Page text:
Seamer: I can’t work any faster. 760 pairs a day I do. They’re asking 924 small pairs or 859 of large.

Braider: Three thousand one hundred and ten they want – for lower pay.

All girls: It isn’t possible. We’ve given everything we’ve got.

In 1939 (when Dunlop Perdriau made a record profit) a three-month strike ended after the Rubber Workers’ Union was threatened with deregistration, Arbitration Court Judge Drake-Brockman stating that the women were a handful of rebels who should realise they owed something to the community.

Katharine Susannah Prichard’s Forward One, staged in 1937, dealt with the plight of shopgirls afraid of losing their jobs despite difficult customers, unsympathetic management, being on their feet all day, and constantly going up and down ladders to fetch stock:

The shop is hot and the new shop assistant faints.

Miss Drew (manageress): Take her into the packing room… Supposing a customer should come in.

Vera: Let them come. Let them all come and see what you’ve done to this girl and Elsie and me. I’ll tell them that there are scores of girls in the city in other show rooms who are suffering torture with their backs and feet, just because you and your sort won’t let them sit down during business hours, even when there’s no business doing. It’s sheer brutality.

Dismissal for union activity prompts strike action by adolescent workers in a New York candy factory in Ben Bengal’s Plant in the Sun:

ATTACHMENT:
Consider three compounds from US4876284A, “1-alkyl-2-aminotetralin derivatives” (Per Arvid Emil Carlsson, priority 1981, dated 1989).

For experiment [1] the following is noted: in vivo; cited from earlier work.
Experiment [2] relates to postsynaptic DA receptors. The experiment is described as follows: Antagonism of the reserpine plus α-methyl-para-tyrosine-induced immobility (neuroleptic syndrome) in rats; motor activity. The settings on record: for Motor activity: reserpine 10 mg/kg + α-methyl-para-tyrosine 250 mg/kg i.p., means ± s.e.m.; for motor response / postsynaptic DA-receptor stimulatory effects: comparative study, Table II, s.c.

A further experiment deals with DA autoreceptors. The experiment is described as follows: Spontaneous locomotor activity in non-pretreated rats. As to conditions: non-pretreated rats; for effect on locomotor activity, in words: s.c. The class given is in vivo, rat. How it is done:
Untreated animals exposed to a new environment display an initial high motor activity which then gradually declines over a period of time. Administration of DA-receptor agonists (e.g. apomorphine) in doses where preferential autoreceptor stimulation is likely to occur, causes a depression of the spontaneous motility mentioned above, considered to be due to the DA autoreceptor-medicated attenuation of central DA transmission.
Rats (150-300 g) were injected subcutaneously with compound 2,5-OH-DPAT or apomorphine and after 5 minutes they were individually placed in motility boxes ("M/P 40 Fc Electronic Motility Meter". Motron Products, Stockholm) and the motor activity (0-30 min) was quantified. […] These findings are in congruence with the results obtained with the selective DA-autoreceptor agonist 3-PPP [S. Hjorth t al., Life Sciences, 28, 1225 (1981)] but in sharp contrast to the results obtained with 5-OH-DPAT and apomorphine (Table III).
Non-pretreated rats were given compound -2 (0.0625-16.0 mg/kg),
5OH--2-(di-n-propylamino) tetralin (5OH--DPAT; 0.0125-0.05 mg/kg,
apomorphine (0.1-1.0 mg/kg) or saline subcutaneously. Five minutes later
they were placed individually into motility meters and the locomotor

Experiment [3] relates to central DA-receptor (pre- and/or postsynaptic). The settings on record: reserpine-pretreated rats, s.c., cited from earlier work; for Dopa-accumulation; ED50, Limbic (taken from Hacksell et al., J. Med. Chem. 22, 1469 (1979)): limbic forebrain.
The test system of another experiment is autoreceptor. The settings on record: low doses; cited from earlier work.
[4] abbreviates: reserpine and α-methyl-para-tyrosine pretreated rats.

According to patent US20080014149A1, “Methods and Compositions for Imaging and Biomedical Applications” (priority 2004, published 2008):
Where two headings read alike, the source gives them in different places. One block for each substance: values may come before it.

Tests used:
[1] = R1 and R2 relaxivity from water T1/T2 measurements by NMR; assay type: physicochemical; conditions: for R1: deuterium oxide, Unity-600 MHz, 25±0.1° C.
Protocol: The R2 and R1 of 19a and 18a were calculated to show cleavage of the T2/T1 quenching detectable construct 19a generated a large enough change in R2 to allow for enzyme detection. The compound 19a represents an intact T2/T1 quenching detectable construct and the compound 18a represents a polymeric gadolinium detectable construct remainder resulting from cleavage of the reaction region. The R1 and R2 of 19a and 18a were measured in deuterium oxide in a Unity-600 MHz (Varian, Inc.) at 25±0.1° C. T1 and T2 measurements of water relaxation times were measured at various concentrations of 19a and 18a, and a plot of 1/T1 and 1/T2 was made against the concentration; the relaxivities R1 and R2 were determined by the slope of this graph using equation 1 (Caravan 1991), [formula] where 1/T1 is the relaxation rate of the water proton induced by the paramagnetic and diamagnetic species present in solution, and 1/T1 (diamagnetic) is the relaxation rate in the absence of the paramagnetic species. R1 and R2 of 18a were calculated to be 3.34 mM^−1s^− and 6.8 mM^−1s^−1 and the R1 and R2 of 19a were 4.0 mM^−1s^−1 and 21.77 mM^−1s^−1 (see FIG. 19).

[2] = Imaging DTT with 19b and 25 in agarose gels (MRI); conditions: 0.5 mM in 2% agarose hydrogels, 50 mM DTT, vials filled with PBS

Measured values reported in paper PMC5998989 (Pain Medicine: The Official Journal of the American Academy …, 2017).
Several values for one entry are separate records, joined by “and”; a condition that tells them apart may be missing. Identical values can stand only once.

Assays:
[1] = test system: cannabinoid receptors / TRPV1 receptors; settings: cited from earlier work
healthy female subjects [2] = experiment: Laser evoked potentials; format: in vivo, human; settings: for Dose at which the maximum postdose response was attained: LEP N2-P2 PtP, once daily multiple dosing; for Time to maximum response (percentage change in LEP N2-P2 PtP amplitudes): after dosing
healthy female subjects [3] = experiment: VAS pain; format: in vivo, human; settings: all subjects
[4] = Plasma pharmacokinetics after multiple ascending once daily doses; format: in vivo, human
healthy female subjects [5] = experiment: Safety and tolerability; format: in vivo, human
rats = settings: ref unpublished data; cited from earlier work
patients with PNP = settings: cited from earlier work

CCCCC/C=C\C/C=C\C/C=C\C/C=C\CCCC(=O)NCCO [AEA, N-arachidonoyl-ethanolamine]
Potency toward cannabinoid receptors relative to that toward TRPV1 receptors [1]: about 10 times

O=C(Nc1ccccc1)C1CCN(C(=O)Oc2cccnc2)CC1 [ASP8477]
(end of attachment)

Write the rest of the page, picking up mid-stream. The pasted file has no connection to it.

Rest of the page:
Peewee: Today I get notice tuh skiddo. It ain’t gonna be slack for two months yet, so why the epidemic? We know why. Some rat in the joint squealed tuh Horseface that Danny and me was talkin’ Union. Right?

Mike: Right.

Peewee: Now tell me, don’t we need a union on this job like a cripple needs a crutch? (Silence.) Well, Skinny, Tubbo and me says we do loud enough to sit down.

Factory girls in So It Didn’t Work face their first test as unionists.

Waiting for Lefty was written by Clifford Odets to raise money for a New York taxi drivers' strike fund. An exposé of capitalist exploitation and corruption outside and within the trade union movement, after a successful opening at the Workers Art Club in January 1936 some mid-week performances were added before it settled into a monthly event in 1937. Its crew and cast were a roll call of people who had a long association with the New: Vic Arnold, Jerry Wells, Jean Blue, Hughla Hurley, Des Rowan, Edgar Yardley, Jack Fegan, Frank Callanan, Kenyon McCarron, Eddie Allison, Frank Swonnell, Harry Howlett, Hugh Carlsson, Jack Maclean, Peter Harding, Tim McGill, Sylvia Arnold. In England Waiting for Lefty had been passed by the Lord Chamberlain on the condition that there be no belching on stage, and after "lousy tart" was deleted from the script and "Jeez" changed to "Gee".

A 1938 sesquicentenary event, Miles Malleson’s Six Men of Dorset, was propaganda for the trade union movement. The “Vivid, authentic Drama of the Tolpuddle Martyrs” told the story of the six farm labourers sentenced to transportation in 1834 for establishing a trade union, the Friendly Society of Agricultural Labourers. Its cast of 40 included six-year-old Moira, daughter of NTL actor and pioneer nudist Kleber Claux.